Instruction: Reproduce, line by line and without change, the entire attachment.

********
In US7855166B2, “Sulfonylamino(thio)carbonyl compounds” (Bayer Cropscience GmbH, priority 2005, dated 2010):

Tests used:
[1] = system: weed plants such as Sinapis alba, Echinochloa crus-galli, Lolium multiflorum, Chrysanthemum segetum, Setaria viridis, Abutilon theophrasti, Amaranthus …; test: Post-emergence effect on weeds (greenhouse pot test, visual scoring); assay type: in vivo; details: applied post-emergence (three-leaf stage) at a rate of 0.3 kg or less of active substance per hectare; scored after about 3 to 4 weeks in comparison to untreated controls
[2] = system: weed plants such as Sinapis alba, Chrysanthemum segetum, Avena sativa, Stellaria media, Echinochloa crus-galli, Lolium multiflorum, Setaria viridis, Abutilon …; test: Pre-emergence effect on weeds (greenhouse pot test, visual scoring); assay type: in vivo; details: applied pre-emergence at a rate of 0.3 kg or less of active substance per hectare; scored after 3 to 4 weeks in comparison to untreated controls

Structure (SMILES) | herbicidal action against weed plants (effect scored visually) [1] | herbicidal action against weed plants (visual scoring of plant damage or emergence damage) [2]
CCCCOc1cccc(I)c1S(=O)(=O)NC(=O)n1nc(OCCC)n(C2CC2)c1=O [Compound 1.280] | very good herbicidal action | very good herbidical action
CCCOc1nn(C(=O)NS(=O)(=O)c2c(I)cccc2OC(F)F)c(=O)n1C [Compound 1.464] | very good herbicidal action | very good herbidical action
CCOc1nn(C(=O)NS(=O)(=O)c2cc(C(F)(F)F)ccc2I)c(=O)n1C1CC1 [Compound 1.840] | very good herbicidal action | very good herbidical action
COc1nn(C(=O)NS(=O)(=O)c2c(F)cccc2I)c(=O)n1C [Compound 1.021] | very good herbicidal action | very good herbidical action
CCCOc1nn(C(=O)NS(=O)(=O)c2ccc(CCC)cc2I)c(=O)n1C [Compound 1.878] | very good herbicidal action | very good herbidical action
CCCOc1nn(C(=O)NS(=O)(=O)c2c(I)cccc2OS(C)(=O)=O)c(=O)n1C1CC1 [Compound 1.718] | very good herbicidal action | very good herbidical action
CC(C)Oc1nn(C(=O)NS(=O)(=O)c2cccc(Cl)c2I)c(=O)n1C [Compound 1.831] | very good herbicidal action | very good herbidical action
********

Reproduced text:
In US7855166B2, “Sulfonylamino(thio)carbonyl compounds” (Bayer Cropscience GmbH, priority 2005, dated 2010):

Tests used:
[1] = system: weed plants such as Sinapis alba, Echinochloa crus-galli, Lolium multiflorum, Chrysanthemum segetum, Setaria viridis, Abutilon theophrasti, Amaranthus …; test: Post-emergence effect on weeds (greenhouse pot test, visual scoring); assay type: in vivo; details: applied post-emergence (three-leaf stage) at a rate of 0.3 kg or less of active substance per hectare; scored after about 3 to 4 weeks in comparison to untreated controls
[2] = system: weed plants such as Sinapis alba, Chrysanthemum segetum, Avena sativa, Stellaria media, Echinochloa crus-galli, Lolium multiflorum, Setaria viridis, Abutilon …; test: Pre-emergence effect on weeds (greenhouse pot test, visual scoring); assay type: in vivo; details: applied pre-emergence at a rate of 0.3 kg or less of active substance per hectare; scored after 3 to 4 weeks in comparison to untreated controls

Structure (SMILES) | herbicidal action against weed plants (effect scored visually) [1] | herbicidal action against weed plants (visual scoring of plant damage or emergence damage) [2]
CCCCOc1cccc(I)c1S(=O)(=O)NC(=O)n1nc(OCCC)n(C2CC2)c1=O [Compound 1.280] | very good herbicidal action | very good herbidical action
CCCOc1nn(C(=O)NS(=O)(=O)c2c(I)cccc2OC(F)F)c(=O)n1C [Compound 1.464] | very good herbicidal action | very good herbidical action
CCOc1nn(C(=O)NS(=O)(=O)c2cc(C(F)(F)F)ccc2I)c(=O)n1C1CC1 [Compound 1.840] | very good herbicidal action | very good herbidical action
COc1nn(C(=O)NS(=O)(=O)c2c(F)cccc2I)c(=O)n1C [Compound 1.021] | very good herbicidal action | very good herbidical action
CCCOc1nn(C(=O)NS(=O)(=O)c2ccc(CCC)cc2I)c(=O)n1C [Compound 1.878] | very good herbicidal action | very good herbidical action
CCCOc1nn(C(=O)NS(=O)(=O)c2c(I)cccc2OS(C)(=O)=O)c(=O)n1C1CC1 [Compound 1.718] | very good herbicidal action | very good herbidical action
CC(C)Oc1nn(C(=O)NS(=O)(=O)c2cccc(Cl)c2I)c(=O)n1C [Compound 1.831] | very good herbicidal action | very good herbidical action